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Mr. Rood’s qualifications to serve on the FNF board of directors include his experience in the real estate industry, his leadership experience as a United States Ambassador, his financial literacy and his experience as a director on boards of both public and private companies.

 

Class II Directors—Term Expiring 2019

 

Name

 

Position with FNF

 

Age

Richard N. Massey

 

Lead Director

 

62

 

 

Chairman of the Compensation Committee

 

 

 

 

Member of the Corporate Governance and Nominating Committee and the Executive Committee

 

 

Janet Kerr

 

Director

 

63

Daniel D. (Ron) Lane

 

Member of the Compensation Committee

 

83

Cary H. Thompson

 

Member of the Compensation Committee and the Executive Committee

 

61

 

Richard N. Massey.  Mr. Massey has served as a director of the Company since 2006. Mr. Massey has been a partner of Westrock Capital, LLC, a private investment partnership, since January 2009. Mr. Massey was Chief Strategy Officer and General Counsel of Alltel Corporation from January 2006 to January 2009. From 2000 until 2006, Mr. Massey served as Managing Director of Stephens Inc., a private investment bank, during which time his financial advisory practice focused on software and information technology companies. Mr. Massey also serves as a director of Black Knight and FGL Holdings, and as a director of Oxford American Literary Project and as Chairman of the Arkansas Razorback Foundation. Mr. Massey formerly served as a director of Fidelity National Information Services, Inc. (FIS) and Bear State Financial, Inc.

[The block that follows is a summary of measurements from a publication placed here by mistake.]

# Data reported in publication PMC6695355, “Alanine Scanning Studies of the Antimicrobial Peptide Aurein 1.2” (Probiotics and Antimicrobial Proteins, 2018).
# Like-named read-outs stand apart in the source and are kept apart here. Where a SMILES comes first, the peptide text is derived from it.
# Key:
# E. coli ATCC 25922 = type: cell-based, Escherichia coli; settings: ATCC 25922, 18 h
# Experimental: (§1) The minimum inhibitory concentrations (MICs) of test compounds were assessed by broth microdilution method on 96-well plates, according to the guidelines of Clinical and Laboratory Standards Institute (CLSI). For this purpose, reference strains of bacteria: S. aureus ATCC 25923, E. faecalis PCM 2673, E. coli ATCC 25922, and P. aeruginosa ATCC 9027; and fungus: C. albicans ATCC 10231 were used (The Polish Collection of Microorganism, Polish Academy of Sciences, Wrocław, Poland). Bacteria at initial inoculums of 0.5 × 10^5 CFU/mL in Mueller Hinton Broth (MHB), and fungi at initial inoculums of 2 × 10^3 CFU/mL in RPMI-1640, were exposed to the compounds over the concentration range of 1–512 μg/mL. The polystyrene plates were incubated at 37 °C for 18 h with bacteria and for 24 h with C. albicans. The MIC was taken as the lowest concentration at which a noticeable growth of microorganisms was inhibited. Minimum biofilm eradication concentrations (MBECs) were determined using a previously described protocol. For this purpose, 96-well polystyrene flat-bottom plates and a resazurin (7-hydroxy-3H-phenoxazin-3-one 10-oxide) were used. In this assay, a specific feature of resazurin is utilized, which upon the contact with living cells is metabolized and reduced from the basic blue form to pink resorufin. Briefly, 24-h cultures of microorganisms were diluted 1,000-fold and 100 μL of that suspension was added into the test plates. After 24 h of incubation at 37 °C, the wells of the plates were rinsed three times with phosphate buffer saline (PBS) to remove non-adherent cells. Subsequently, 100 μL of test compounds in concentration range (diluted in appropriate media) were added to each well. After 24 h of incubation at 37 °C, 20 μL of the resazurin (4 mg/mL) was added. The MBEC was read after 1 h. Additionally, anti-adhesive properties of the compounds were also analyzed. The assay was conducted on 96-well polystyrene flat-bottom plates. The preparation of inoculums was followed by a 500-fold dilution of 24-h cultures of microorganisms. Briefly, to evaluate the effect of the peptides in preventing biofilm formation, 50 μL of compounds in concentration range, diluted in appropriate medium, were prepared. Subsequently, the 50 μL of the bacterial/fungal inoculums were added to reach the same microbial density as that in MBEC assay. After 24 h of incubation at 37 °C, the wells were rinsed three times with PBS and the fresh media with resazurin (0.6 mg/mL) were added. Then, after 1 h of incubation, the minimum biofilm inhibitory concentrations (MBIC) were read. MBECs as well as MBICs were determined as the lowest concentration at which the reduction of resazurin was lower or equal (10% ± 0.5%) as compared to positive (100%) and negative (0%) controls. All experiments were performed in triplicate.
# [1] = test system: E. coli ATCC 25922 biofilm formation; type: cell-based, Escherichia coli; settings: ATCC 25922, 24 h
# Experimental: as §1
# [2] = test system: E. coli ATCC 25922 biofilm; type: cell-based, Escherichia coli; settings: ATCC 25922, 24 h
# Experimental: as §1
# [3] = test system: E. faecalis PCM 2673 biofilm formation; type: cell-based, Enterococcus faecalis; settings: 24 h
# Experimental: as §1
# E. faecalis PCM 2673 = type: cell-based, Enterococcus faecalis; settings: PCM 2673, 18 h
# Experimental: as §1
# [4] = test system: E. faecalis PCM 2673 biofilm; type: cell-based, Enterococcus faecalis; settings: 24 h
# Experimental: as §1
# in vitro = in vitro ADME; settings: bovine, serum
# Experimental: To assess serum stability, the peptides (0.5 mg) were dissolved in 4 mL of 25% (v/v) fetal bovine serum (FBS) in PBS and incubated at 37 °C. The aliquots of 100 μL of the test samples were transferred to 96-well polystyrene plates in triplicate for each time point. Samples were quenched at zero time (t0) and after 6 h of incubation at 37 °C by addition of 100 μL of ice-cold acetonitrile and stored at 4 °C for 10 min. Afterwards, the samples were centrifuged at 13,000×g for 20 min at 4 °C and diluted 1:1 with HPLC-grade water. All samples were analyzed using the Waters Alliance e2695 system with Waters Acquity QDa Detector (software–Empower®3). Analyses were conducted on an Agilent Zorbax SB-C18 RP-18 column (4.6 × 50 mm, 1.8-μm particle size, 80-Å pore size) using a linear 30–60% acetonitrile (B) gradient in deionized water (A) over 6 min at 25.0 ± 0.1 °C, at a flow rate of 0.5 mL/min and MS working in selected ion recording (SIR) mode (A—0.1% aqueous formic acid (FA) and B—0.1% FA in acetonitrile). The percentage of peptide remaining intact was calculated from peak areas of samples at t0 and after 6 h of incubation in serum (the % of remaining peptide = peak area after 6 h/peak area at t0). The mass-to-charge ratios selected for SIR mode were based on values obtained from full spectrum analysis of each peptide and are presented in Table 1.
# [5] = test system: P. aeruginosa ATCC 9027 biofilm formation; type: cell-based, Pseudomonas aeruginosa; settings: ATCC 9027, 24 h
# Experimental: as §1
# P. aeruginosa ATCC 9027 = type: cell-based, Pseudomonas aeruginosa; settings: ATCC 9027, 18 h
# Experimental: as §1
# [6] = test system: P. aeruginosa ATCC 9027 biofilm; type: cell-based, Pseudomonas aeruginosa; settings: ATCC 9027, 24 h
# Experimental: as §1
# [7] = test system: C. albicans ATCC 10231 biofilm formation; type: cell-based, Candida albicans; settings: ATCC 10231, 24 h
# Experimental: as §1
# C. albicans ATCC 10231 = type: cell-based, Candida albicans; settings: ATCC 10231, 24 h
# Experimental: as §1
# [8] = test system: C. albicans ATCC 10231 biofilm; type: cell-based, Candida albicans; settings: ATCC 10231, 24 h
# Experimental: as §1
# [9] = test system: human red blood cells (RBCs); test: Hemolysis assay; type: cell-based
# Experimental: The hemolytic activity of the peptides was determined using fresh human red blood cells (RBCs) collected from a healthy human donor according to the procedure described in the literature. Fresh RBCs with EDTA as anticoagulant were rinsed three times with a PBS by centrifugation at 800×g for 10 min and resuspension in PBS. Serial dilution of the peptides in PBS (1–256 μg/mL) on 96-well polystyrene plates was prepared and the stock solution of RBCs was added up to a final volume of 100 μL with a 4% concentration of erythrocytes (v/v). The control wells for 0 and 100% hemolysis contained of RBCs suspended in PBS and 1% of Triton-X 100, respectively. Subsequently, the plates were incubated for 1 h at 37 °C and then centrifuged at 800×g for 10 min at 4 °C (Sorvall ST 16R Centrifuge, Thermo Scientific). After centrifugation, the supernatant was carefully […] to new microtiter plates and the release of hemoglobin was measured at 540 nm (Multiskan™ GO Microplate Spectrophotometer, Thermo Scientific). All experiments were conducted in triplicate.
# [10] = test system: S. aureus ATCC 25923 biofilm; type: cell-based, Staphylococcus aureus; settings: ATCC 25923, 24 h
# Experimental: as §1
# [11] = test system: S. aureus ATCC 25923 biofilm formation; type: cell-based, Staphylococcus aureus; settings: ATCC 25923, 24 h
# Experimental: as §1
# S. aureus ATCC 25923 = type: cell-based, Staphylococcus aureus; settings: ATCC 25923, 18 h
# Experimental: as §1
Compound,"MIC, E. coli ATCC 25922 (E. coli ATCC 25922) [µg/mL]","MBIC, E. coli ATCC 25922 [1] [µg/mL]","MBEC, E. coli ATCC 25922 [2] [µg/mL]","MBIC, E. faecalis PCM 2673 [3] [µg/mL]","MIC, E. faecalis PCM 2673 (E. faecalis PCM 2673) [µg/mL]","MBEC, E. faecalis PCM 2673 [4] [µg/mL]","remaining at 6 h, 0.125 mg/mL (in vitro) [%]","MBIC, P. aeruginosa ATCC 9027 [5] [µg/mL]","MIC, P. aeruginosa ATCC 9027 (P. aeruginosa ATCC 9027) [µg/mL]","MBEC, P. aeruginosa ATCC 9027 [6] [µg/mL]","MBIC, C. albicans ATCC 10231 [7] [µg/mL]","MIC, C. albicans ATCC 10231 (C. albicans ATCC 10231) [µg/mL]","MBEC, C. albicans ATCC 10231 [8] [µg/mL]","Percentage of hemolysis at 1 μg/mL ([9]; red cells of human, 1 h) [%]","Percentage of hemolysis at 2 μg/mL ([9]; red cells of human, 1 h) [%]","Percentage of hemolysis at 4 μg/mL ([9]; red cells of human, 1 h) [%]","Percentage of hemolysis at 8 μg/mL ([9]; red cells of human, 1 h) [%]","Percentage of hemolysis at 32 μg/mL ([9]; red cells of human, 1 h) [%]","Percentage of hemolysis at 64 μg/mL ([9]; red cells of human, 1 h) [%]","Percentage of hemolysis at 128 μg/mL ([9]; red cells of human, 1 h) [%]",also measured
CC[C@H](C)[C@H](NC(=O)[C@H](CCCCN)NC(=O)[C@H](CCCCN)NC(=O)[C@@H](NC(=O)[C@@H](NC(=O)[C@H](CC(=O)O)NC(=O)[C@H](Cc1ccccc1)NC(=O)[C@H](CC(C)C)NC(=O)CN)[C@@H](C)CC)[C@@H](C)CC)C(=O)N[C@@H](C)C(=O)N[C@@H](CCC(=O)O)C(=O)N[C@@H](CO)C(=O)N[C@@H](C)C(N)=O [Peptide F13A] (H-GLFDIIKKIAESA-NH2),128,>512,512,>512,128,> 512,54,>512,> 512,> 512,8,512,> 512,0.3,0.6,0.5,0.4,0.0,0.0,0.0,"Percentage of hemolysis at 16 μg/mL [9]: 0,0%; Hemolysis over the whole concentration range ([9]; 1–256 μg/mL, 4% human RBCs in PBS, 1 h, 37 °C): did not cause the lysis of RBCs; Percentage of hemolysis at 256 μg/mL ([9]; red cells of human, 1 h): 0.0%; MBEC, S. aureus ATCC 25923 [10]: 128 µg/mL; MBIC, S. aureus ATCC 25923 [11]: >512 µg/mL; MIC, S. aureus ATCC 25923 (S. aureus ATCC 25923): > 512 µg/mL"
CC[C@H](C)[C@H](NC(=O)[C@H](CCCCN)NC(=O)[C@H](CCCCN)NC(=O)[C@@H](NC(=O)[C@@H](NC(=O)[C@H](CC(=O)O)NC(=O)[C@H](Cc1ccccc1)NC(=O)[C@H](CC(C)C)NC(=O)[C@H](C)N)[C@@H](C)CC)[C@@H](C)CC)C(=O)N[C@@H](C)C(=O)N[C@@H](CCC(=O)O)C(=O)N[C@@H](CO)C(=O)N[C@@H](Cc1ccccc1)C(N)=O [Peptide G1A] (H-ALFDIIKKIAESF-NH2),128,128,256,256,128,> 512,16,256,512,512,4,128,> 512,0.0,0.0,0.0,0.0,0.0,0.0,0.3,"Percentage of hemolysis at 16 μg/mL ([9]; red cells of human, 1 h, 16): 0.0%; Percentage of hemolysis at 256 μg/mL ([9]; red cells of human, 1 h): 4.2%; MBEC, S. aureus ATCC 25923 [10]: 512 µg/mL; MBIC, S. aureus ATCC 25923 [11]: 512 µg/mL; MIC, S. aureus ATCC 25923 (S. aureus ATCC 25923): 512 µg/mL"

Mr. Massey’s qualifications to serve on the FNF board include his experience in corporate finance and investment banking and as a financial and legal advisor to public and private businesses, as well as his expertise in identifying, negotiating and consummating mergers and acquisitions.